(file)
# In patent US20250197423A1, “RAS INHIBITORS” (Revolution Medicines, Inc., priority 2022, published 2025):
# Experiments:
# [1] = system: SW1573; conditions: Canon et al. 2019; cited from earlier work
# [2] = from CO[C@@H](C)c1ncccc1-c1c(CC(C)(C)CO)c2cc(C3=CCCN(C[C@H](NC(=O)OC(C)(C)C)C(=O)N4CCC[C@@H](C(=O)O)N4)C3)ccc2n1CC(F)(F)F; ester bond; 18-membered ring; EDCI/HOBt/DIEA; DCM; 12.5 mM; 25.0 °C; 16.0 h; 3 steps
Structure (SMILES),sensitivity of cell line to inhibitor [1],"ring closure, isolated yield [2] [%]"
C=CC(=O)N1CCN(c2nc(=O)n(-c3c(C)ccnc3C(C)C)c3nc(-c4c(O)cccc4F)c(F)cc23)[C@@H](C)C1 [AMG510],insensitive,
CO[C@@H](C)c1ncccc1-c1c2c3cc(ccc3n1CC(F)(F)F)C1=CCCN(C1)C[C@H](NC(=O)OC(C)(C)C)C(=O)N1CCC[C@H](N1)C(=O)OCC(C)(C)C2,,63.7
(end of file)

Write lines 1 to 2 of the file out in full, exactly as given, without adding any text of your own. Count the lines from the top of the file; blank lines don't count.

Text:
# In patent US20250197423A1, “RAS INHIBITORS” (Revolution Medicines, Inc., priority 2022, published 2025):
# Experiments: